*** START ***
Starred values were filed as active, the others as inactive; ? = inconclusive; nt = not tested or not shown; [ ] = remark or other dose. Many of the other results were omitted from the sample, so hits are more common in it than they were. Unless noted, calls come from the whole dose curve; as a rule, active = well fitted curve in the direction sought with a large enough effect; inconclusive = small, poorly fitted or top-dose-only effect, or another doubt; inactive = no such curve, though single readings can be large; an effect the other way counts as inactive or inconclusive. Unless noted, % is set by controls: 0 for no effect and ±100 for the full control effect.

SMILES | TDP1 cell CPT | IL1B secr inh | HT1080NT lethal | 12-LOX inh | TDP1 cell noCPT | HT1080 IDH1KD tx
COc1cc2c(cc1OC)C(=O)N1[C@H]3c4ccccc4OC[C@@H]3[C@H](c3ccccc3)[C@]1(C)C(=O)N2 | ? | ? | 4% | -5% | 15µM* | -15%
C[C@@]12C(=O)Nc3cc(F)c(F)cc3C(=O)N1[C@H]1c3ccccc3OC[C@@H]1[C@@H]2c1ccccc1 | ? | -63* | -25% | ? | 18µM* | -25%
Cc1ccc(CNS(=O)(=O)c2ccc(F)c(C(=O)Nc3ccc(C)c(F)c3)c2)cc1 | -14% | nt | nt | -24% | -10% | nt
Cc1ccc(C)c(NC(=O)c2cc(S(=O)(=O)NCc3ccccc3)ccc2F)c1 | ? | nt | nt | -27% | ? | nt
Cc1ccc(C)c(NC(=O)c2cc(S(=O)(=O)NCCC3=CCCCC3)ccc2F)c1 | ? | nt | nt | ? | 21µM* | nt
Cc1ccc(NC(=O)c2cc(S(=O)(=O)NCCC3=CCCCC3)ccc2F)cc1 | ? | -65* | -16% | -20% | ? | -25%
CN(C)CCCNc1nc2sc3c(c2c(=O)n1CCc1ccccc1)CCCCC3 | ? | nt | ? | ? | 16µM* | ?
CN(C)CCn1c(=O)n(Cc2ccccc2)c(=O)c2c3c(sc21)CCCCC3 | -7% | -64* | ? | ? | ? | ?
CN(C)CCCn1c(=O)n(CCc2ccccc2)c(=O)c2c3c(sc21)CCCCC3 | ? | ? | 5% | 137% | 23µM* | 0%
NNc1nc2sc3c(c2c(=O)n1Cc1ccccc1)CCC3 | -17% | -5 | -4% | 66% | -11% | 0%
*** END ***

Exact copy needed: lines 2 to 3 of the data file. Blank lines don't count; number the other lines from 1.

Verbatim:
SMILES | TDP1 cell CPT | IL1B secr inh | HT1080NT lethal | 12-LOX inh | TDP1 cell noCPT | HT1080 IDH1KD tx
COc1cc2c(cc1OC)C(=O)N1[C@H]3c4ccccc4OC[C@@H]3[C@H](c3ccccc3)[C@]1(C)C(=O)N2 | ? | ? | 4% | -5% | 15µM* | -15%